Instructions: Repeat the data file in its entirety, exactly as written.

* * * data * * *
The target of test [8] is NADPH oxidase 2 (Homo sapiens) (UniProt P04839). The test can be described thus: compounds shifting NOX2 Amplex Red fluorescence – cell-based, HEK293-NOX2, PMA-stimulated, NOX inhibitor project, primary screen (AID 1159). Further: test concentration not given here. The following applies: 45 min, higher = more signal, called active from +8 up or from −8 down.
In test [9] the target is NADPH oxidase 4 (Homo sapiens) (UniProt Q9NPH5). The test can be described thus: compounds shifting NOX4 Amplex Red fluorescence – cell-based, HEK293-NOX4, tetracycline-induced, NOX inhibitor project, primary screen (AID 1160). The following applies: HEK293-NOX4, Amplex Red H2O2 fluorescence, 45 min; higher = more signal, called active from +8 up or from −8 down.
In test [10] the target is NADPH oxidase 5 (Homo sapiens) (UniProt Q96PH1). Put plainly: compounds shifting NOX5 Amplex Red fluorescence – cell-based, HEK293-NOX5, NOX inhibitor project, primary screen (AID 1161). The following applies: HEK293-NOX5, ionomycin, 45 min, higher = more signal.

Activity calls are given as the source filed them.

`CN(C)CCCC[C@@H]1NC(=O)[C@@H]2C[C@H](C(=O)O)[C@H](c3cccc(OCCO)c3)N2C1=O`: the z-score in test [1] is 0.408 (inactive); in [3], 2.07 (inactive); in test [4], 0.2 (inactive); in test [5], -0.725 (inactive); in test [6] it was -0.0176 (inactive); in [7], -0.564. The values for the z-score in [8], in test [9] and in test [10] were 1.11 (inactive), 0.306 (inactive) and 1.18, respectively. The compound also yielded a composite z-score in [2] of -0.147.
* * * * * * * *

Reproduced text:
The target of test [8] is NADPH oxidase 2 (Homo sapiens) (UniProt P04839). The test can be described thus: compounds shifting NOX2 Amplex Red fluorescence – cell-based, HEK293-NOX2, PMA-stimulated, NOX inhibitor project, primary screen (AID 1159). Further: test concentration not given here. The following applies: 45 min, higher = more signal, called active from +8 up or from −8 down.
In test [9] the target is NADPH oxidase 4 (Homo sapiens) (UniProt Q9NPH5). The test can be described thus: compounds shifting NOX4 Amplex Red fluorescence – cell-based, HEK293-NOX4, tetracycline-induced, NOX inhibitor project, primary screen (AID 1160). The following applies: HEK293-NOX4, Amplex Red H2O2 fluorescence, 45 min; higher = more signal, called active from +8 up or from −8 down.
In test [10] the target is NADPH oxidase 5 (Homo sapiens) (UniProt Q96PH1). Put plainly: compounds shifting NOX5 Amplex Red fluorescence – cell-based, HEK293-NOX5, NOX inhibitor project, primary screen (AID 1161). The following applies: HEK293-NOX5, ionomycin, 45 min, higher = more signal.

Activity calls are given as the source filed them.

`CN(C)CCCC[C@@H]1NC(=O)[C@@H]2C[C@H](C(=O)O)[C@H](c3cccc(OCCO)c3)N2C1=O`: the z-score in test [1] is 0.408 (inactive); in [3], 2.07 (inactive); in test [4], 0.2 (inactive); in test [5], -0.725 (inactive); in test [6] it was -0.0176 (inactive); in [7], -0.564. The values for the z-score in [8], in test [9] and in test [10] were 1.11 (inactive), 0.306 (inactive) and 1.18, respectively. The compound also yielded a composite z-score in [2] of -0.147.